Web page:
Markets Fade to Begin June



Stocks throughout North America stubbed their collective toes to start off June, with energy and health stocks weighing most on Canadian markets Monday.

The S&P/TSX Composite Index backtracked 152.43 points to close Monday at 22,116.69.

The Canadian dollar let go of 0.08 cents at 73.35 cents U.S.

Energy took the biggest battering, with Baytex Energy shedding 33 cents, or 6.6%, to $4.68, while Tamarack Valley Energy dumped 22 cents, or 5.7%, to $3.62.

Health-care units took some lumps, too, as Bausch Health Companies dropped 33 cents, or 3.7%, to $8.62, while Chartwell Residential Retirement lost 12 cents, or 1%, to $12.35.

In financials, Sprott Inc. slipped $1.24, or 2%, $60.03, while TMX Corp. swooned 51 cents, or 1.4%, to $36.07.

Real-estate led gainers, with First Capital REIT up 48 cents, or 3.3%, to $14.85, while units of FirstService Corporation grabbed $3.86. or 1.9%, to $203.96.

In utilities, Northland Power gained 39 cents, or 1.7%, to $23.69, while Innergex Renewable captured 14 cents, or 1.4%, to $9.90.

Gold stocks also made headway with Barrick Gold jumping 50 cents, or 2.2%, to $23.75, while Centerra Gold picked up 19 cents, or 2%, to $9.56.

The main event for the week would be the BoC’s rate decision on Wednesday. The central bank is expected to trim interest rates to 4.75%, according to three-quarters of economists in a Reuters poll that showed three further cuts this year, with the last one hanging on a knife’s edge.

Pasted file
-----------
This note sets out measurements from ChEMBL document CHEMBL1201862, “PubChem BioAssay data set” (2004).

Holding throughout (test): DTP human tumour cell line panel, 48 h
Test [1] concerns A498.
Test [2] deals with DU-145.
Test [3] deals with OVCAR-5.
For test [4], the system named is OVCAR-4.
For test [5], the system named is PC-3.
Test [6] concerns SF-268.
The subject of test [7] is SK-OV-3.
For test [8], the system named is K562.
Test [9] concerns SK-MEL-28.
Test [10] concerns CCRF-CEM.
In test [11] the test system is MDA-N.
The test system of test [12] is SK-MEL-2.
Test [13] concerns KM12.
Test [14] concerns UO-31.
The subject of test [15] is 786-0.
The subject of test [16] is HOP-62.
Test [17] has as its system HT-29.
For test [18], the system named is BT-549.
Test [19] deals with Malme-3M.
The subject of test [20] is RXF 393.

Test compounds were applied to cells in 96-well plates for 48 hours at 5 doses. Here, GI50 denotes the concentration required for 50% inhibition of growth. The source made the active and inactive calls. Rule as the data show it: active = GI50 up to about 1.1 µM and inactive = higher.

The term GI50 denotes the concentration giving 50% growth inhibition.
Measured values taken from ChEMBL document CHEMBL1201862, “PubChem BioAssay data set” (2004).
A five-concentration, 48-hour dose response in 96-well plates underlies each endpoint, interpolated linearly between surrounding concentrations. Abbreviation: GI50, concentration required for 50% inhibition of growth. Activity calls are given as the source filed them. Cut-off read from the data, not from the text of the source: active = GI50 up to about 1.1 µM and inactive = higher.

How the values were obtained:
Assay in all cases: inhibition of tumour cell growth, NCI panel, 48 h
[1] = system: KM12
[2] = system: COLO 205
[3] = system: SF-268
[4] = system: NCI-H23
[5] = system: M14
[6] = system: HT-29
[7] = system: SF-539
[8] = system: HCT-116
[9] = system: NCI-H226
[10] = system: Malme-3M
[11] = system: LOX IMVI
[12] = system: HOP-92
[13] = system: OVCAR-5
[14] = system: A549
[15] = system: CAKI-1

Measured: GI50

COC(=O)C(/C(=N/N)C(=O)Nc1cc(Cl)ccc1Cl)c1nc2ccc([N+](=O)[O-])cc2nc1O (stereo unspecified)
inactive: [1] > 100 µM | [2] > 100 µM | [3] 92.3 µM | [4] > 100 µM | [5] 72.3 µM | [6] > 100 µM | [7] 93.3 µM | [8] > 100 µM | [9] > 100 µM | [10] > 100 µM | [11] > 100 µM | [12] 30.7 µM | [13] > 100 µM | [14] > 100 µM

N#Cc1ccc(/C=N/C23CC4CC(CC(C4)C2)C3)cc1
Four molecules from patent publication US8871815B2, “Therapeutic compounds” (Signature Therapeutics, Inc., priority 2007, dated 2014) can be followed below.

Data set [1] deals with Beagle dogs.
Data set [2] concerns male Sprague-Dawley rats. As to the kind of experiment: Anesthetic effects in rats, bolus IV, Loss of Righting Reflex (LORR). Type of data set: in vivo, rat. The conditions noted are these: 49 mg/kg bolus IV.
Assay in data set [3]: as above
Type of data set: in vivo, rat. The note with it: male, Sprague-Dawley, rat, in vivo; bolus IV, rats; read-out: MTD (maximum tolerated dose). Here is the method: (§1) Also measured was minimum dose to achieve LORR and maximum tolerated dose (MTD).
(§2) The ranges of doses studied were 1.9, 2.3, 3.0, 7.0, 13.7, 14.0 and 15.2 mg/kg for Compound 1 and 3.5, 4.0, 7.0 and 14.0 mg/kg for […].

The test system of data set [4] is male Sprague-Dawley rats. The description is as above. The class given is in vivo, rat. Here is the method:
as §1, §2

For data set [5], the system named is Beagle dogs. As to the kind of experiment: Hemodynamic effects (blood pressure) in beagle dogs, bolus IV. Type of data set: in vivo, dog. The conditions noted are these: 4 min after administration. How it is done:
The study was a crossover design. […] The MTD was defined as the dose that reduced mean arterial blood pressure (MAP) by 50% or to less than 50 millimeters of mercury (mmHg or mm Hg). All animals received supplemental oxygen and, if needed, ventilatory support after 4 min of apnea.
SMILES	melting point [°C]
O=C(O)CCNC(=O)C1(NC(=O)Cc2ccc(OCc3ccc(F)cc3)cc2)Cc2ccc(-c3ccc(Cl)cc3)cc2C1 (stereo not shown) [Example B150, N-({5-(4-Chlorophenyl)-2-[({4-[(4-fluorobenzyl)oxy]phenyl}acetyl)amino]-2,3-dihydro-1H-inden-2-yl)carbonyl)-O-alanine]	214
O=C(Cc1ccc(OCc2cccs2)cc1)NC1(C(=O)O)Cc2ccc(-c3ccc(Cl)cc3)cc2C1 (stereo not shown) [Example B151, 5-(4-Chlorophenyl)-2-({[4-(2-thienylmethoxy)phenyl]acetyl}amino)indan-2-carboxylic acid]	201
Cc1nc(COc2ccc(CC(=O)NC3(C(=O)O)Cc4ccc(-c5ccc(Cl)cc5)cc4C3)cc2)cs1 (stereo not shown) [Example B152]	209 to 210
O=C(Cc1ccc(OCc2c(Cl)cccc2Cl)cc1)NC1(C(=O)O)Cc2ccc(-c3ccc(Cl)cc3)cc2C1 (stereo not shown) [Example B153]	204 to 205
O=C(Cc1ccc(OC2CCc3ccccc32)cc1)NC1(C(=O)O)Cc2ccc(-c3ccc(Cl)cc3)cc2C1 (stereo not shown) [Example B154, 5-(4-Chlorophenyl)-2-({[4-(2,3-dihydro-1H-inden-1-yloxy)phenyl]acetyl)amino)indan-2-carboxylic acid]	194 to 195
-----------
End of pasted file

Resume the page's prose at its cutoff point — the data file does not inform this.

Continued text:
Elsewhere on the economic ledger, the Markit Canada Manufacturing PMI for May decreased to 49.30 points in May from 49.40 points in April. Manufacturing PMI in Canada averaged 52.42 points from 2011 until 2024, reaching an all time high of 58.90 points in March of 2022 and a record low of 33 points in April of 2020.

ON BAYSTREET

The TSX Venture Exchange skidded 4.95 points to 605.92.

The 12 subgroups were evenly split between gainers and losers, with energy sinking 4.3%, health-care sliding 1.4%, and financials off 0.4%.

The half-dozen gainers were led by real-estate, up 0.7%, utilities, up 0.5%, and gold up 0.5%.

ON WALLSTREET

The Dow Jones Industrial Average fell Monday after weak U.S. manufacturing data raised concerns about the strength of the economy.
Banks, industrials and other shares dependent on economic growth led the pullback.

The 30-stock index stumbled 115.29 points to end Monday at 38,571.03.

The S&P 500 poked ahead 5.89 points to 5,283.40.

The NASDAQ remained positive 93.65 points to 16,828.67.

Wall Street is coming off a strong month, with all three major averages notching their sixth positive month in seven. The Nasdaq rose 6.9% in May, its best month since November 2023.

However, the rally seemed to lose steam near the end of the month. The three averages all closed May more than 1% below their record highs, even with the Dow adding more than 500 points on Friday. The NASDAQ fell 1.1% last week as chip stocks, including Nvidia, stumbled.

Cyclical stocks whose fortunes are closely tied to economic growth such as energy, industrial and materials companies led the decline.

Earlier, the U.S. manufacturing sector showed signs of slowing, with the ISM manufacturing index measuring 48.7 in May, sending Treasury yields and the dollar lower. A reading below 50 is an indication of a contraction.

Nvidia rose nearly 5% after announcing a new suite of artificial intelligence chips, a sign it is prepared to fight to stay ahead in the highly competitive space. The chipmaker said it will upgrade its AI chip architecture on an annual basis.

The first week of June is brimming with further economic updates. Investors also await private payroll data on Thursday from ADP followed by a key jobs report on Friday.

Prices for the 10-year Treasury gained a bit of ground, lowering yields to 4.40% from Friday’s 4.50%. Treasury prices and yields move in opposite directions.

Oil prices shed $2.99 to $74.00 U.S. a barrel.

Gold prices resurfaced $21.00 to $2,366.90.



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